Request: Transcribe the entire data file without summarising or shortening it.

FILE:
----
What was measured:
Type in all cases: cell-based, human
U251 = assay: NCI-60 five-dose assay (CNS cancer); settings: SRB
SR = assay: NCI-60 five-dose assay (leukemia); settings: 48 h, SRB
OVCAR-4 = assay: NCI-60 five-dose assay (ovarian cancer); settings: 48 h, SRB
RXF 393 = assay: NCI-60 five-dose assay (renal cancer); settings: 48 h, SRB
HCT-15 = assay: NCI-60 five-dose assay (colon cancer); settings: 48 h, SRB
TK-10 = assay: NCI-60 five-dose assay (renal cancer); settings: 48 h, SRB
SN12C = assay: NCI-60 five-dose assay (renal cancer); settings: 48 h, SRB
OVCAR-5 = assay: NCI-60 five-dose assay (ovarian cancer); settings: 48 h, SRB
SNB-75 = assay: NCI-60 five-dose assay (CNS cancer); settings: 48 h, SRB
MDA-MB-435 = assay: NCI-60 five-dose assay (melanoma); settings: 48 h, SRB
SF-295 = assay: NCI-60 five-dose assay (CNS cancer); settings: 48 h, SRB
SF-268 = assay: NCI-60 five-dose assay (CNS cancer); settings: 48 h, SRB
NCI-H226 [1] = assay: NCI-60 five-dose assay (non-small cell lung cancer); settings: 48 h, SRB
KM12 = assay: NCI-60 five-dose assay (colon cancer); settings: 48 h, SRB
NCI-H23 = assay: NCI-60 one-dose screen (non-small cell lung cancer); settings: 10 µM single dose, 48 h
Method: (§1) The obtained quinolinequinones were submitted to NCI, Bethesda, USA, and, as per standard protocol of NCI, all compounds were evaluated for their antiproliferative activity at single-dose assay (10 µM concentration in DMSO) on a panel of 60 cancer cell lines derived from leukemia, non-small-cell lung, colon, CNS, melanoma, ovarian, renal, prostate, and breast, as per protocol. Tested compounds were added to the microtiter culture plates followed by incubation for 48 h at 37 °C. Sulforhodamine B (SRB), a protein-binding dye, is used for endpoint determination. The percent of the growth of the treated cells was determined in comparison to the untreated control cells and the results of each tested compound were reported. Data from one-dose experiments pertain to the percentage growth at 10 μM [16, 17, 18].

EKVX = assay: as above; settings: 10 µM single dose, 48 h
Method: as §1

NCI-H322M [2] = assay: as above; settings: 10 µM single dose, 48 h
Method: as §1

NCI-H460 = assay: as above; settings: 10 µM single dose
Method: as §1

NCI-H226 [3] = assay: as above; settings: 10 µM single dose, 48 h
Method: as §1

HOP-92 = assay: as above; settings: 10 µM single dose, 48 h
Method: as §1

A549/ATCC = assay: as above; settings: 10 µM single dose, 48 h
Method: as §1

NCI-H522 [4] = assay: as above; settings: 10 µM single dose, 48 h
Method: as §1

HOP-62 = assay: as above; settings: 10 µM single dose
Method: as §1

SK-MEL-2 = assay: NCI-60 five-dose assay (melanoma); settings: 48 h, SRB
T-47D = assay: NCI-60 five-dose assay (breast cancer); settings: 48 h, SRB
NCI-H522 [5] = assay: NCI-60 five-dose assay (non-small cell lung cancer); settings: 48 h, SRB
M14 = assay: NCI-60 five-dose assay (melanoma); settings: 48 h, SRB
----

What was measured:
Type in all cases: cell-based, human
U251 = assay: NCI-60 five-dose assay (CNS cancer); settings: SRB
SR = assay: NCI-60 five-dose assay (leukemia); settings: 48 h, SRB
OVCAR-4 = assay: NCI-60 five-dose assay (ovarian cancer); settings: 48 h, SRB
RXF 393 = assay: NCI-60 five-dose assay (renal cancer); settings: 48 h, SRB
HCT-15 = assay: NCI-60 five-dose assay (colon cancer); settings: 48 h, SRB
TK-10 = assay: NCI-60 five-dose assay (renal cancer); settings: 48 h, SRB
SN12C = assay: NCI-60 five-dose assay (renal cancer); settings: 48 h, SRB
OVCAR-5 = assay: NCI-60 five-dose assay (ovarian cancer); settings: 48 h, SRB
SNB-75 = assay: NCI-60 five-dose assay (CNS cancer); settings: 48 h, SRB
MDA-MB-435 = assay: NCI-60 five-dose assay (melanoma); settings: 48 h, SRB
SF-295 = assay: NCI-60 five-dose assay (CNS cancer); settings: 48 h, SRB
SF-268 = assay: NCI-60 five-dose assay (CNS cancer); settings: 48 h, SRB
NCI-H226 [1] = assay: NCI-60 five-dose assay (non-small cell lung cancer); settings: 48 h, SRB
KM12 = assay: NCI-60 five-dose assay (colon cancer); settings: 48 h, SRB
NCI-H23 = assay: NCI-60 one-dose screen (non-small cell lung cancer); settings: 10 µM single dose, 48 h
Method: (§1) The obtained quinolinequinones were submitted to NCI, Bethesda, USA, and, as per standard protocol of NCI, all compounds were evaluated for their antiproliferative activity at single-dose assay (10 µM concentration in DMSO) on a panel of 60 cancer cell lines derived from leukemia, non-small-cell lung, colon, CNS, melanoma, ovarian, renal, prostate, and breast, as per protocol. Tested compounds were added to the microtiter culture plates followed by incubation for 48 h at 37 °C. Sulforhodamine B (SRB), a protein-binding dye, is used for endpoint determination. The percent of the growth of the treated cells was determined in comparison to the untreated control cells and the results of each tested compound were reported. Data from one-dose experiments pertain to the percentage growth at 10 μM [16, 17, 18].

EKVX = assay: as above; settings: 10 µM single dose, 48 h
Method: as §1

NCI-H322M [2] = assay: as above; settings: 10 µM single dose, 48 h
Method: as §1

NCI-H460 = assay: as above; settings: 10 µM single dose
Method: as §1

NCI-H226 [3] = assay: as above; settings: 10 µM single dose, 48 h
Method: as §1

HOP-92 = assay: as above; settings: 10 µM single dose, 48 h
Method: as §1

A549/ATCC = assay: as above; settings: 10 µM single dose, 48 h
Method: as §1

NCI-H522 [4] = assay: as above; settings: 10 µM single dose, 48 h
Method: as §1

HOP-62 = assay: as above; settings: 10 µM single dose
Method: as §1

SK-MEL-2 = assay: NCI-60 five-dose assay (melanoma); settings: 48 h, SRB
T-47D = assay: NCI-60 five-dose assay (breast cancer); settings: 48 h, SRB
NCI-H522 [5] = assay: NCI-60 five-dose assay (non-small cell lung cancer); settings: 48 h, SRB
M14 = assay: NCI-60 five-dose assay (melanoma); settings: 48 h, SRB